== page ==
State v. Sullivan

Decision Date28 March 2023
Docket NumberDA 20-0589
Citation2023 MT 53 N
PartiesSTATE OF MONTANA, Plaintiff and Appellee, v. RYAN PATRICK SULLIVAN, Defendant and Appellant.
CourtMontana Supreme Court

Submitted on Briefs: October 26, 2022

APPEAL FROM District Court of the Thirteenth Judicial District, In and For the County of Yellowstone, Cause No. DC 19-0829 Honorable Michael G. Moses, Presiding Judge

For Appellant Chad Wright, Appellate Defender, Deborah S. Smith Assistant Appellate Defender, Helena, Montana

For Appellee Austin Knudsen, Montana Attorney General, Roy Brown Assistant Attorney General, Helena, Montana Scott D. Twito Yellowstone County Attorney, Benjamin J. Halverson, Deputy County Attorney, Billings, Montana

Chief Justice Mike McGrath delivered the Opinion of the Court.

¶1 Pursuant to Section I, Paragraph 3(c), Montana Supreme Court Internal Operating Rules, this case is decided by memorandum opinion and shall not be cited and does not serve as precedent. Its case title, cause number, and disposition shall be included in this Court's quarterly list of noncitable cases published in the Pacific Reporter and Montana Reports.

¶2 Ryan Patrick Sullivan (Sullivan) appeals from Thirteenth Judicial District Court convictions for tampering with witnesses and informants and privacy in communications (PIC) violations. We affirm.

¶3 On November 14, 2018, Sullivan received a deferred five-year sentence for assault of his girlfriend, M.A., in Cause No. DC 18-321. In March 2020, on the basis of numerous objectionable communications Sullivan had subsequently made to M.A., the State brought new charges (Cause No. DC 19-829) of one count of felony tampering, four counts of PIC, and two counts of misdemeanor PIC. The District Court denied Sullivan's motion in limine to exclude from trial any reference to Sullivan's prior conviction in DC 18-321 under M. R Evid. 403 and 404(b), as well as his motion to dismiss the PIC counts as unconstitutionally overbroad. The District Court dismissed two counts of PIC for lack of jurisdiction. At the end of the State's case, Sullivan moved to dismiss the remaining charges for insufficient evidence. He further argued that his communications were protected speech under the First Amendment. The District Court denied these motions. The jury found Sullivan guilty of tampering with a witness or informant and guilty of three counts of PIC and not guilty of one count of PIC.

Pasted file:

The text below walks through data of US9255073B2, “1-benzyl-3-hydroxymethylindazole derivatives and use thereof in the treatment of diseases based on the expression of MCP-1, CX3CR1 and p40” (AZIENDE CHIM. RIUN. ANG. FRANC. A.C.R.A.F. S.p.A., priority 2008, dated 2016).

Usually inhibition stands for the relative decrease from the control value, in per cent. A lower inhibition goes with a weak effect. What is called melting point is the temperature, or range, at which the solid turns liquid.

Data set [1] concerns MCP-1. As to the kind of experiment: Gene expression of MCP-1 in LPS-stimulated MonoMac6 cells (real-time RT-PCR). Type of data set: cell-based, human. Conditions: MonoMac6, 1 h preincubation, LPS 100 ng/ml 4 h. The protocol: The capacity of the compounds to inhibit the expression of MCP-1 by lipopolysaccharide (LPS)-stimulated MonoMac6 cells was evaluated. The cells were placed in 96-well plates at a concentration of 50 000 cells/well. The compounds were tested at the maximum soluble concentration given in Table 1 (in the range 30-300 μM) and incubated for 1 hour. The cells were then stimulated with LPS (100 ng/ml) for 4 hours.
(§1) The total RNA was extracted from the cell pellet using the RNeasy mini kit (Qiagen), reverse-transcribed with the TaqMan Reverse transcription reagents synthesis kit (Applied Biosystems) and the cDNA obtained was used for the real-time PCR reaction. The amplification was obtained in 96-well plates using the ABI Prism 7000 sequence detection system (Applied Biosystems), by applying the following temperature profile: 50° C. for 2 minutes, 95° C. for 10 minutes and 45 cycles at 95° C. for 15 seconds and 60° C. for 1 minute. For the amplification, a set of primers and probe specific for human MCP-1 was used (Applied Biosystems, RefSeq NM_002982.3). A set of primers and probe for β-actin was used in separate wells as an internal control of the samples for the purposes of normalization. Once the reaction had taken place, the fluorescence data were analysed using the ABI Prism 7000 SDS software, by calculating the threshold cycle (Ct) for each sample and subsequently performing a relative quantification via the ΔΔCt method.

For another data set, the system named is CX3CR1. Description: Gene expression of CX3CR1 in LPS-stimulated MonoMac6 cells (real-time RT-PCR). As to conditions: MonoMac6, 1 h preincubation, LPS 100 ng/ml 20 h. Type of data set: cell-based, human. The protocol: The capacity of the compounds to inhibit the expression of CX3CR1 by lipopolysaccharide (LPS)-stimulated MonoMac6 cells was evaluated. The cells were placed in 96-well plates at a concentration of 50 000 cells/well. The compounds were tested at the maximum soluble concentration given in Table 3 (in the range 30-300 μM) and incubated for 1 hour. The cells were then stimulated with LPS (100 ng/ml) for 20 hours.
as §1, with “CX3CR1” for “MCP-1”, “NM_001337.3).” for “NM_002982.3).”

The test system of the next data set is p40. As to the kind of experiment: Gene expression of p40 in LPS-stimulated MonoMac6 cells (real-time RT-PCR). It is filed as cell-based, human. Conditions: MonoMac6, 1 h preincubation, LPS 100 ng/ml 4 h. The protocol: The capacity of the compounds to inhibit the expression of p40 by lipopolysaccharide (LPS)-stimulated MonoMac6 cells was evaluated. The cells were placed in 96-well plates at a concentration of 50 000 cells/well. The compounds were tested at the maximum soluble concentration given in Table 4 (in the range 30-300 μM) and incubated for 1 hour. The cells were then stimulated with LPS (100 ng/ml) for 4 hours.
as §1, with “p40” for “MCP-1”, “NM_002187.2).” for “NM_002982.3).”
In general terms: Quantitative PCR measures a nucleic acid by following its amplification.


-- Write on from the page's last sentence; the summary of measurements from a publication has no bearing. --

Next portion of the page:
¶4 For the tampering count, the District Court sentenced Sullivan to ten years at Montana State Prison, all suspended, to run concurrently with the sentence in DC 18-321. For the PIC counts, the court imposed shorter, suspended sentences, running concurrently with the tampering sentence.

¶5 On appeal, Sullivan argues that (1) the tampering charge should have been dismissed as there was no pending proceeding at the time of Sullivan's message requesting that M.A. delete his texts, (2) the PIC convictions must be overturned as the 2017 version of the PIC statute is unconstitutionally overbroad on its face and as applied to Sullivan, and (3) the District Court erroneously allowed the State to present evidence relating to Sullivan's underlying aggravated assault conviction in DC 18-321.[1]

¶6 This Court reviews de novo whether sufficient evidence supports a conviction. State v. Lamoureux, 2021 MT 94, ¶ 10, 404 Mont. 61, 485 P.3d 192; State v. Polak, 2018 MT 174, ¶ 14, 392 Mont. 90, 422 P.3d 112. Constitutional questions receive plenary review and we examine a district court's interpretation of law for correctness. Lamoureux, ¶ 10. We review a district court's decision to admit evidence of prior bad acts under M. R. Evid. 404(b) and 403 for abuse of discretion, though interpretation of an evidentiary rule or statute is reviewed de novo. State v. Lake, 2022 MT 28, ¶ 23, 407 Mont. 350, 503 P.3d 274.

Insufficiency of Evidence

¶7 Sullivan contends that the District Court erroneously denied his motions to dismiss the tampering and PIC charges for insufficiency of the evidence. A charge must be dismissed for insufficiency of evidence if, after reviewing the evidence in the light most favorable to the prosecution, no rational trier of fact could have found the essential elements of the crime beyond a reasonable doubt. State v. Yuhas 2010 MT 223, ¶ 7, 358 Mont. 27, 243 P.3d 409. See also § 46-16-403, MCA. We conclude after reviewing the evidence that the state presented sufficient evidence to support Sullivan's conviction.

¶8 Section 45-7-206(1), MCA, provides in relevant part that:

A person commits the offense of tampering with witnesses and informants if, believing that an official proceeding or investigation is pending or about to be instituted, the person purposely or knowingly attempts to induce or otherwise cause a witness or informant to:
... (b) withhold any testimony, information, document, or thing[.]